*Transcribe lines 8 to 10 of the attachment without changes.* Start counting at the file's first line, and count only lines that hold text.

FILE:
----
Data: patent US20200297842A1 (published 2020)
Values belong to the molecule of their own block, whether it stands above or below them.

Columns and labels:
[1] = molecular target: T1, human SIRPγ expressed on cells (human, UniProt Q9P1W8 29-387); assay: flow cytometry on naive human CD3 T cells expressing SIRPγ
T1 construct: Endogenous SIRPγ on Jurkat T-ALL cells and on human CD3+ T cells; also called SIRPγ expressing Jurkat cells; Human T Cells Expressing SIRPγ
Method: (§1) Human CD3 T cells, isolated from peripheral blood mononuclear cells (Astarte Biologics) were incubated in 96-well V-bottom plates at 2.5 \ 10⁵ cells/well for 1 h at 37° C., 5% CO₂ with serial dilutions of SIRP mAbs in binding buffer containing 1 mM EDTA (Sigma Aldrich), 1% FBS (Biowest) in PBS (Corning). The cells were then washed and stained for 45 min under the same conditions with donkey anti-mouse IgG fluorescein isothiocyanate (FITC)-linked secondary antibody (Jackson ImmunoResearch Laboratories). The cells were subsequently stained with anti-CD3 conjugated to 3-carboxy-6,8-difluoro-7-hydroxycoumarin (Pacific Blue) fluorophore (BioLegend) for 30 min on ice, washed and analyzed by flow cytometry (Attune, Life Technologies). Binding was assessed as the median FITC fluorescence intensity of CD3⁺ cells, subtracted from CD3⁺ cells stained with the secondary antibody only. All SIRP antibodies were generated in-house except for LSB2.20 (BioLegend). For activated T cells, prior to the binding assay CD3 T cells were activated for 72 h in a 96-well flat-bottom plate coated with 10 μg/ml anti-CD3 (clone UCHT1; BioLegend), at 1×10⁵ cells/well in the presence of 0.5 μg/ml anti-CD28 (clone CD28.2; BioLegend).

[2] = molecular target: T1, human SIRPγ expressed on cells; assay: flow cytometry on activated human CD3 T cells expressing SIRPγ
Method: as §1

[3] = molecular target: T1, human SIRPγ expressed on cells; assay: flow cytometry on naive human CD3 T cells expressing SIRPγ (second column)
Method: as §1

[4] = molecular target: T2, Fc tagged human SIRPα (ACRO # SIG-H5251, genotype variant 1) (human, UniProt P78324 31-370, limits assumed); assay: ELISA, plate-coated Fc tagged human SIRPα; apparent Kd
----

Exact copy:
Method: as §1

[3] = molecular target: T1, human SIRPγ expressed on cells; assay: flow cytometry on naive human CD3 T cells expressing SIRPγ (second column)
Method: as §1